Since those heady post-Brundtland, post-Rio days, that "Yes" is usually called sustainable development. Renewable energy, leapfrogging, micro-credit lending, pollution-eating nano-paint, you-name-it. It's all Yes Yes Yes, and you can read about lots of it, right here.

But back in the early '90s, we really weren't doing much of the "Yes" yet.

Now, we are.

Here, we call it "Worldchanging." Back when I was mastering my nerves in front of Washington's green leaders, there couldn't have been a Worldchanging, because in terms of being sustainably bright-green, the world wasn't changing so much yet.

Now, it is.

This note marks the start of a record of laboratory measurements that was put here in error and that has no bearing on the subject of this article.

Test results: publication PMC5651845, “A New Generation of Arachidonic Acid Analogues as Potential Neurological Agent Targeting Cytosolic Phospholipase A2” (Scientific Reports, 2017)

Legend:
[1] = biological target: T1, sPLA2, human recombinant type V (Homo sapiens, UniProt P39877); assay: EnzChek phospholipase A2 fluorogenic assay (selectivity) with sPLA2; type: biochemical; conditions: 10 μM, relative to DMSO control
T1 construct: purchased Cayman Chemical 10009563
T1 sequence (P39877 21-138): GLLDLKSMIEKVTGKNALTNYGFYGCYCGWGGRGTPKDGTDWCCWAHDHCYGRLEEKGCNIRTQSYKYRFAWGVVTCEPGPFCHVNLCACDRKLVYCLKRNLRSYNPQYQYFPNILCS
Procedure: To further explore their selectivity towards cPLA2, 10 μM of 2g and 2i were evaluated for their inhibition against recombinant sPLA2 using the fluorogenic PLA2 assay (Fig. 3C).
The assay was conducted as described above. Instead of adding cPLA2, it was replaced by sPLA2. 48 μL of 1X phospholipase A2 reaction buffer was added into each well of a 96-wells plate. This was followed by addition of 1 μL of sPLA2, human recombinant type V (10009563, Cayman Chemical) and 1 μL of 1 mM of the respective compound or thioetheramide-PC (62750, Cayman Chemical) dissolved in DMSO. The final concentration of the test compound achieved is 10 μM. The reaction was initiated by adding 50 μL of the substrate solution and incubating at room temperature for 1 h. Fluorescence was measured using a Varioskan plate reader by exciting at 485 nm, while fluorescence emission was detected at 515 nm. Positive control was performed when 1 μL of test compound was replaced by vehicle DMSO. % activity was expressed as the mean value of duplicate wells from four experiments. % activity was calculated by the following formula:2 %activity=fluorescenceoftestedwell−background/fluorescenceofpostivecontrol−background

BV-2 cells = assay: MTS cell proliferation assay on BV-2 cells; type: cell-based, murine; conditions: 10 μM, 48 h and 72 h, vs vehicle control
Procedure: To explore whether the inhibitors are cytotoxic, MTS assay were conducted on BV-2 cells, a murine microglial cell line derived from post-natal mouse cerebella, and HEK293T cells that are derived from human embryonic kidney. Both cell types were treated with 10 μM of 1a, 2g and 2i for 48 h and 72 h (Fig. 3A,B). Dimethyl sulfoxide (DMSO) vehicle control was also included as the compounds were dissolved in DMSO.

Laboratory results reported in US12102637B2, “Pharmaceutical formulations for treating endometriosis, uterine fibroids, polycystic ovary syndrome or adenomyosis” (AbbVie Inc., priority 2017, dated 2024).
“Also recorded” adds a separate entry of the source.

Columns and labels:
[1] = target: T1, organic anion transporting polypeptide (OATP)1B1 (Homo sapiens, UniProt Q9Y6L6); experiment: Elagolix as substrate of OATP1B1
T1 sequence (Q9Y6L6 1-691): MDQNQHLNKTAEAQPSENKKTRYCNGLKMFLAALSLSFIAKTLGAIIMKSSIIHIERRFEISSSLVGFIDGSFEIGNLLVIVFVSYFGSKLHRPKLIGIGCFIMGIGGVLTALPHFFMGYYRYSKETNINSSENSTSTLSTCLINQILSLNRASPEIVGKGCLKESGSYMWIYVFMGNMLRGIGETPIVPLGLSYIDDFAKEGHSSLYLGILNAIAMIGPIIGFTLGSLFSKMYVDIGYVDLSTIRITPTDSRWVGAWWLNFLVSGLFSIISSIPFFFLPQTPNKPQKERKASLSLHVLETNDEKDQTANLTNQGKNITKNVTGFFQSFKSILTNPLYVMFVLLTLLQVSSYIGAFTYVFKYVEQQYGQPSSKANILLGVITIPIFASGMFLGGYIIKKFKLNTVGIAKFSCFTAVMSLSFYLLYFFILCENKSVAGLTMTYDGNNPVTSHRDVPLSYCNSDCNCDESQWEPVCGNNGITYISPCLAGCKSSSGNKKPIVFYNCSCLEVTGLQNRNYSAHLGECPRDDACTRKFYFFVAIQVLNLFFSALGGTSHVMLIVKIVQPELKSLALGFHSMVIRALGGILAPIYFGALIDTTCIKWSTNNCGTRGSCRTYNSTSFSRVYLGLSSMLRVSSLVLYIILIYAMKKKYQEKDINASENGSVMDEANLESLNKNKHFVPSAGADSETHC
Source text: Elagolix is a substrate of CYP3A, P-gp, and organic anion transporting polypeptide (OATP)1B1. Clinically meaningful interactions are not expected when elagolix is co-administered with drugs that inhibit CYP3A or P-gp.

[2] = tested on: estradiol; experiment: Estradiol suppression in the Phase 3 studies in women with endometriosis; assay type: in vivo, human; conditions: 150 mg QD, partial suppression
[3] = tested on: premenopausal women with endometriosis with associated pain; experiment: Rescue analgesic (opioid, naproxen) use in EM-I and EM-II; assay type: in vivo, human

In my view, and the view of many others I know working on sustainability, the immediately infamous "Death of Environmentalism" essay was very old news indeed. Truly ho-hum stuff. It was the lament of people who are tired of being what I call (in my own little model of cultural change process) Iconoclasts, meaning folks whose role is to challenge the status quo. We usually think of Iconoclasts as activists, but they can also be critics, protestors, columnists. The role of the Iconoclast is always thankless, difficult, draining. The status quo is the status quo, after all, because it has momentum and power on its side. For every Julia Butterfly Hill saving a tree with two years of sitting high up amongst its branches, a million trees fall silently. For every George Monbiot, there are a thousand staffers at right wing think tanks. And you're not likely to get a million Julias or even a thousand Georges, because they are doing the scary and demanding work of speaking (or sitting) truth to power, over the long term.